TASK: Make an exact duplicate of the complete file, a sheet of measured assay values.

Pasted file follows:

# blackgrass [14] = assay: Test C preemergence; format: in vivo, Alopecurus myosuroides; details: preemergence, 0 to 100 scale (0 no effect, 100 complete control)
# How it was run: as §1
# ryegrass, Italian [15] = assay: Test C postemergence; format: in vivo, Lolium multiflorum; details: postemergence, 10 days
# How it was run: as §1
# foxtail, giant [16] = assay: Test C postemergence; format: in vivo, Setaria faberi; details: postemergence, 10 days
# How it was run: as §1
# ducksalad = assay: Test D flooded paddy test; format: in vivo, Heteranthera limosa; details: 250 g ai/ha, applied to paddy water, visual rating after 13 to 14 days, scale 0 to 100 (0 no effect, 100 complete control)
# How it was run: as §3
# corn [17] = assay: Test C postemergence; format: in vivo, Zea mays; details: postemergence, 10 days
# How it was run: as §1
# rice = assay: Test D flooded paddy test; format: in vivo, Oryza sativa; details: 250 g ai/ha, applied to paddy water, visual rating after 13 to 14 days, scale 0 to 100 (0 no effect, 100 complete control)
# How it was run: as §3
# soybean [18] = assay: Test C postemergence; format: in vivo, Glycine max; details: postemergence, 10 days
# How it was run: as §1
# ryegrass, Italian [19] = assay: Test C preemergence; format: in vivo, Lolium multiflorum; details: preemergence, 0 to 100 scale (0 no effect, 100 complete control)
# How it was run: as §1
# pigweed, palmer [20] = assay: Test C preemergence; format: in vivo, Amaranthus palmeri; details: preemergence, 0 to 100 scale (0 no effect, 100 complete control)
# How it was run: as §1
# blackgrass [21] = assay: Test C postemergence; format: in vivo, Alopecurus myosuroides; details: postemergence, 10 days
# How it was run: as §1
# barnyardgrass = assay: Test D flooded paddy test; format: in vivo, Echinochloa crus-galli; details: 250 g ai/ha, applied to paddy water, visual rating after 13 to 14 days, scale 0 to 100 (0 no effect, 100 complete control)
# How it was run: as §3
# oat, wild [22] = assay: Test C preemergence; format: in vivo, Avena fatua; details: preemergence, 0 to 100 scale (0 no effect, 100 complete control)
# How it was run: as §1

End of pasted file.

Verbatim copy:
# blackgrass [14] = assay: Test C preemergence; format: in vivo, Alopecurus myosuroides; details: preemergence, 0 to 100 scale (0 no effect, 100 complete control)
# How it was run: as §1
# ryegrass, Italian [15] = assay: Test C postemergence; format: in vivo, Lolium multiflorum; details: postemergence, 10 days
# How it was run: as §1
# foxtail, giant [16] = assay: Test C postemergence; format: in vivo, Setaria faberi; details: postemergence, 10 days
# How it was run: as §1
# ducksalad = assay: Test D flooded paddy test; format: in vivo, Heteranthera limosa; details: 250 g ai/ha, applied to paddy water, visual rating after 13 to 14 days, scale 0 to 100 (0 no effect, 100 complete control)
# How it was run: as §3
# corn [17] = assay: Test C postemergence; format: in vivo, Zea mays; details: postemergence, 10 days
# How it was run: as §1
# rice = assay: Test D flooded paddy test; format: in vivo, Oryza sativa; details: 250 g ai/ha, applied to paddy water, visual rating after 13 to 14 days, scale 0 to 100 (0 no effect, 100 complete control)
# How it was run: as §3
# soybean [18] = assay: Test C postemergence; format: in vivo, Glycine max; details: postemergence, 10 days
# How it was run: as §1
# ryegrass, Italian [19] = assay: Test C preemergence; format: in vivo, Lolium multiflorum; details: preemergence, 0 to 100 scale (0 no effect, 100 complete control)
# How it was run: as §1
# pigweed, palmer [20] = assay: Test C preemergence; format: in vivo, Amaranthus palmeri; details: preemergence, 0 to 100 scale (0 no effect, 100 complete control)
# How it was run: as §1
# blackgrass [21] = assay: Test C postemergence; format: in vivo, Alopecurus myosuroides; details: postemergence, 10 days
# How it was run: as §1
# barnyardgrass = assay: Test D flooded paddy test; format: in vivo, Echinochloa crus-galli; details: 250 g ai/ha, applied to paddy water, visual rating after 13 to 14 days, scale 0 to 100 (0 no effect, 100 complete control)
# How it was run: as §3
# oat, wild [22] = assay: Test C preemergence; format: in vivo, Avena fatua; details: preemergence, 0 to 100 scale (0 no effect, 100 complete control)
# How it was run: as §1